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Clean and green in Roseville

By: Eileen Wilson Special to The Press-Tribune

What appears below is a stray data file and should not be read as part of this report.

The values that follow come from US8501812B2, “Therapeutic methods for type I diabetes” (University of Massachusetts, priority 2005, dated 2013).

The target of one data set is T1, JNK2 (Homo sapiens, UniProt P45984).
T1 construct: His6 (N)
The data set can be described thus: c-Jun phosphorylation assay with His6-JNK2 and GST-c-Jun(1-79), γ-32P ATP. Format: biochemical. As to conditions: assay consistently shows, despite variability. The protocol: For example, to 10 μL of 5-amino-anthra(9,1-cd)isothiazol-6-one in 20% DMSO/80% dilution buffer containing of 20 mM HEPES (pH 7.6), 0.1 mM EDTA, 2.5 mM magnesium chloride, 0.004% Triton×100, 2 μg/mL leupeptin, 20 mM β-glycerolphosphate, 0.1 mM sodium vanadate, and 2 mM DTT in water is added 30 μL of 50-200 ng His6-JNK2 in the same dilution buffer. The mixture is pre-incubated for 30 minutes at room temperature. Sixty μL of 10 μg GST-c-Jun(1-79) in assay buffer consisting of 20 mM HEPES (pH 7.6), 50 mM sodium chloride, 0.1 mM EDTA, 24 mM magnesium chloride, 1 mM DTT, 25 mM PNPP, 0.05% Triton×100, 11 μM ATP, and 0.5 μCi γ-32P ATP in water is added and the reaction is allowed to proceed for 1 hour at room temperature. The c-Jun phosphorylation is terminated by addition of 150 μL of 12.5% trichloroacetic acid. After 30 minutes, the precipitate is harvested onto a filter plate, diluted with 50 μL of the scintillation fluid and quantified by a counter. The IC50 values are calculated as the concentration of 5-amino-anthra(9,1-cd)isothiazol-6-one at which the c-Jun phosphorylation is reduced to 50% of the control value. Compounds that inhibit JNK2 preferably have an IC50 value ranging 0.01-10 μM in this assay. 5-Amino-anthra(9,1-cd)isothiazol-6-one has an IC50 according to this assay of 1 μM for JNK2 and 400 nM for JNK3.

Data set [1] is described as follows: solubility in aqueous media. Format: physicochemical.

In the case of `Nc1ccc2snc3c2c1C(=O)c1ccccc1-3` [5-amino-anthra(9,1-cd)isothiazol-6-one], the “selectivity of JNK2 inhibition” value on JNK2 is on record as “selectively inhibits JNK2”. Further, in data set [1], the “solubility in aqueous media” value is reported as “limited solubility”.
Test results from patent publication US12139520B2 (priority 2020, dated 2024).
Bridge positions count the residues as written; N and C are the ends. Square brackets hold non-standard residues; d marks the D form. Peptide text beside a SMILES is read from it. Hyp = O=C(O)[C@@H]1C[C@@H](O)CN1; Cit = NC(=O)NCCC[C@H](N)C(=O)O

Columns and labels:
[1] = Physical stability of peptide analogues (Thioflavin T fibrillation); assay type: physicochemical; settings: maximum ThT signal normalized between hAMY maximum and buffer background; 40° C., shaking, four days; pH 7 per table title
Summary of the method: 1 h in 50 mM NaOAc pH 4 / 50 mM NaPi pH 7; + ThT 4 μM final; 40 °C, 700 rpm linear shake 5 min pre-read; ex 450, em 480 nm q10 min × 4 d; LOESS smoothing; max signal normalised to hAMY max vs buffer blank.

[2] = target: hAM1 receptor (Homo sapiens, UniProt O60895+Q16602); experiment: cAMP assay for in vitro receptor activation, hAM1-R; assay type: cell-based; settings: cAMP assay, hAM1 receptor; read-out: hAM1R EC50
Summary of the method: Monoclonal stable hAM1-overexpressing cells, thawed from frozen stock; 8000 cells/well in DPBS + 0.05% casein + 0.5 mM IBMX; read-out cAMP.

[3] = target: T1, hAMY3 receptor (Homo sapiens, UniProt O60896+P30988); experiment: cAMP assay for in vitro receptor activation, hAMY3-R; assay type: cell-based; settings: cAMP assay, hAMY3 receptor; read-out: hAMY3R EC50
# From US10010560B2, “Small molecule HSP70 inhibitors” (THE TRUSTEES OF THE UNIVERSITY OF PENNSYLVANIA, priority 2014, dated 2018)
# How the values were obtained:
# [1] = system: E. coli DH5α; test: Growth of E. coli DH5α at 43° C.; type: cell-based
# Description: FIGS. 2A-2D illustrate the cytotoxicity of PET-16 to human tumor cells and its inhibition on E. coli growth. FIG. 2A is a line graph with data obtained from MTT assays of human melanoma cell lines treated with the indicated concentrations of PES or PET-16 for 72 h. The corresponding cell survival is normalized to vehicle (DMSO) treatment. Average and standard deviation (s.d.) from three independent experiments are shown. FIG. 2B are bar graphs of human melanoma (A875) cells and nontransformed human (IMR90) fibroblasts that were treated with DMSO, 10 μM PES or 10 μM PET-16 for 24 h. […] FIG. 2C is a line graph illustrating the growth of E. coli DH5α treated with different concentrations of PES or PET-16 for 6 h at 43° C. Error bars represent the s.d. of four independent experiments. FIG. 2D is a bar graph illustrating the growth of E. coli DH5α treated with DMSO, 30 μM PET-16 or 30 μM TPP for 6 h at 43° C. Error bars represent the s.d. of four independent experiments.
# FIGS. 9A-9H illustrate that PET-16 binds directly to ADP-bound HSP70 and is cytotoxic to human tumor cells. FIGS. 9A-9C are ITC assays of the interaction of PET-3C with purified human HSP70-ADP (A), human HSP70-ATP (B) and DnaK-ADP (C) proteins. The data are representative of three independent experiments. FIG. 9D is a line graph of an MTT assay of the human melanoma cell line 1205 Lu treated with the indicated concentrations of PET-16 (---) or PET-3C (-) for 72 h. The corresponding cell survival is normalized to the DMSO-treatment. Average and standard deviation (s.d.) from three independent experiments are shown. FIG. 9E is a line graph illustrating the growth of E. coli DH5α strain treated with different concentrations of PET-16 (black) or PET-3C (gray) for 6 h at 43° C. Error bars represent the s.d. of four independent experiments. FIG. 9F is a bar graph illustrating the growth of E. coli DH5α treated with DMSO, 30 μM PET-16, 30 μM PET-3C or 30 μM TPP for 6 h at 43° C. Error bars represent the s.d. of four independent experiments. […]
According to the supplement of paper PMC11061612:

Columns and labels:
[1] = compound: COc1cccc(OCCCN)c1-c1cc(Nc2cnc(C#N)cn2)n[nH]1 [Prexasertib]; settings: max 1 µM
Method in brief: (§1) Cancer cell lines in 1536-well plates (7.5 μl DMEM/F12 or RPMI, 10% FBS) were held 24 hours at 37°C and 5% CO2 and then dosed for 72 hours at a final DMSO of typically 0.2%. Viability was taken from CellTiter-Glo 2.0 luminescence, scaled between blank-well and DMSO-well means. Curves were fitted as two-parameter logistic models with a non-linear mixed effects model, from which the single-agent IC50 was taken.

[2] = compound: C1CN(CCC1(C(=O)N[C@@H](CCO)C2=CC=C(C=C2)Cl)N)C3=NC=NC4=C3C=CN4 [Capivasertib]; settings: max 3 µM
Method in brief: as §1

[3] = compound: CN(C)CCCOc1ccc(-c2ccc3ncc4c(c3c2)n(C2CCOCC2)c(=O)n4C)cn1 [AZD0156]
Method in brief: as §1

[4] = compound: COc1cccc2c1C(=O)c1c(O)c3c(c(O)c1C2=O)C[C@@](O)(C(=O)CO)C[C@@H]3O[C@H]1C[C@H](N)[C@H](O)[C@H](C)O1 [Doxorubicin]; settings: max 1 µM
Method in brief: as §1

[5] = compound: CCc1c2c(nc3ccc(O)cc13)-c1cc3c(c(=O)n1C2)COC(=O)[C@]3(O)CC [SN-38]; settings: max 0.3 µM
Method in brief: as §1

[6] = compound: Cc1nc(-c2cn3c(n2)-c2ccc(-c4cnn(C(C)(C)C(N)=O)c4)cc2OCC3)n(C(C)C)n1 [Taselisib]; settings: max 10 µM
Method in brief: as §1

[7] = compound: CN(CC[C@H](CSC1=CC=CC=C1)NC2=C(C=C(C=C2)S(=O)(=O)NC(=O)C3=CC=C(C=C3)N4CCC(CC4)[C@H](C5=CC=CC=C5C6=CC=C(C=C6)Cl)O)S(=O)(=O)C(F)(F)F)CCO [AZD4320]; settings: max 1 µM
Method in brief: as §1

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A downturn in the economy has everyone looking for ways to save. The do-it-yourself approach to keeping the car clean might save a few dollars, but at what cost to the environment? Fairway Car Wash and Express Lube, which opened in Roseville in April, is dedicated to not only providing customers with a great value for their budgets, but also to protecting the environment. “We’re different from other car washes,” said Shale Levine, Fairway’s general manager. “All our chemicals are environmentally certified green.” The business has just received certification from the Sacramento Sustainable Business Program. The program, sponsored by SMUD and Sacramento Regional County Sanitation District, promotes businesses that take voluntary actions to prevent pollution and conserve resources. Levine is proud of his coveted “green” certification, and the car wash’s water-reclaim system. “We use reclaimed water in the tunnel. Forty-five percent of the water is reclaimed,” he said. In addition, their variable-frequency drives reduce electricity usage, and discarded oil from the express lube is picked up and recycled by Penzoil. Levine has applied to the state of California to be certified green, and said no other car wash in Placer County is currently certified. “We’re listening to what everyone is saying to us – we’re trying to do it right,” he said. Customers, about 200 a day, seem to appreciate Levine’s efforts. “My wife came by here earlier in the week and I loved the job they did on her car, so I came back to get mine done,” said Mark Contreras of Rocklin. Justin Lambert, also from Rocklin, was pleased with his service, and the value he received. “I just got my oil changed, and got a free car wash and vacuum,” he said. Levine, who was an electrician for 17 years before getting involved in the car wash business, is serious about what he does. “The car wash business is infectious,” he said. “I’ve won car wash manager of the year from the Western Carwash Association.” He shared how Fairway is different than other area washes. “We’re charitable. We fund soccer teams and plan to pair with Whitney High School to do a promotion in September. A local girl scout troop picks up all our cans and bottles to recycle,” he said, pointing to a mountain of bagged cans awaiting pint-sized recyclers. “I want the car wash to be involved in the communities of Lincoln, Roseville and Rocklin,” he said. “We’ll be giving coupons to local schools that, when redeemed, schools will get a percent of car wash sales.” In addition to the area where the cars are washed, a recently constructed shade structure allows staff to stay cool on blistering days, and a mini store with goodies, gadgets and a relaxing seating area for customers to visit while they wait, provides an ideal respite. The car wash is even located next to a protected wetland. Levine pointed out that using a water tunnel uses far less water than hosing down the family car in the driveway, or taking it to a wet-it-yourself outfit. In addition to decreased water usage, Fairway uses Blue Coral Beyond Green products that are easy on paint and easy on the environment. Many soap products used in the family driveway leave hazy residues and send untreated water waste into storm drains that ultimately reach streams, rivers and lakes. Fairway Car Wash offers four levels of washes, which run from $16.99 to $29.99. In addition to a car wash and oil change, Fairway also offers full auto detailing, hand waxes in 30 minutes and more. “We do everything possible to make your car look better,” said Levine, and encourages customers to scour mailers and flyers for coupons to save cash. “We just want to do a great job.”